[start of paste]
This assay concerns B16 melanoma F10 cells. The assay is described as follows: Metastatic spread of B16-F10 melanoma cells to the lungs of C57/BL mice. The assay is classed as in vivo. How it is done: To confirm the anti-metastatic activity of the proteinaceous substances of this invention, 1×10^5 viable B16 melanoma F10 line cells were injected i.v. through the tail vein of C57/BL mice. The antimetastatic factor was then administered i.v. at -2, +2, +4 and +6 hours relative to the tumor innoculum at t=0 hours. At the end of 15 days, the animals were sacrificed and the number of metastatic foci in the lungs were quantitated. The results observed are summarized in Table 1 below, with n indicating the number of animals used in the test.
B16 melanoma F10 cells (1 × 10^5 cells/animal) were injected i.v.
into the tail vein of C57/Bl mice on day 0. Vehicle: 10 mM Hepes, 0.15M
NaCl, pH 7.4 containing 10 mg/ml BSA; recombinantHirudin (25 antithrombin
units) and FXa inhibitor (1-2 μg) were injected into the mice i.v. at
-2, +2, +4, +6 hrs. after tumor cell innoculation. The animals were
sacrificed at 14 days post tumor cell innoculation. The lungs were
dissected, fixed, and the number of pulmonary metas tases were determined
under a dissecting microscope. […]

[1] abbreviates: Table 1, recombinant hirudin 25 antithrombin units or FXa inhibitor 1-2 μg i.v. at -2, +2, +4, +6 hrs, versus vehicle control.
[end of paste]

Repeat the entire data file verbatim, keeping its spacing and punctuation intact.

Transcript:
This assay concerns B16 melanoma F10 cells. The assay is described as follows: Metastatic spread of B16-F10 melanoma cells to the lungs of C57/BL mice. The assay is classed as in vivo. How it is done: To confirm the anti-metastatic activity of the proteinaceous substances of this invention, 1×10^5 viable B16 melanoma F10 line cells were injected i.v. through the tail vein of C57/BL mice. The antimetastatic factor was then administered i.v. at -2, +2, +4 and +6 hours relative to the tumor innoculum at t=0 hours. At the end of 15 days, the animals were sacrificed and the number of metastatic foci in the lungs were quantitated. The results observed are summarized in Table 1 below, with n indicating the number of animals used in the test.
B16 melanoma F10 cells (1 × 10^5 cells/animal) were injected i.v.
into the tail vein of C57/Bl mice on day 0. Vehicle: 10 mM Hepes, 0.15M
NaCl, pH 7.4 containing 10 mg/ml BSA; recombinantHirudin (25 antithrombin
units) and FXa inhibitor (1-2 μg) were injected into the mice i.v. at
-2, +2, +4, +6 hrs. after tumor cell innoculation. The animals were
sacrificed at 14 days post tumor cell innoculation. The lungs were
dissected, fixed, and the number of pulmonary metas tases were determined
under a dissecting microscope. […]

[1] abbreviates: Table 1, recombinant hirudin 25 antithrombin units or FXa inhibitor 1-2 μg i.v. at -2, +2, +4, +6 hrs, versus vehicle control.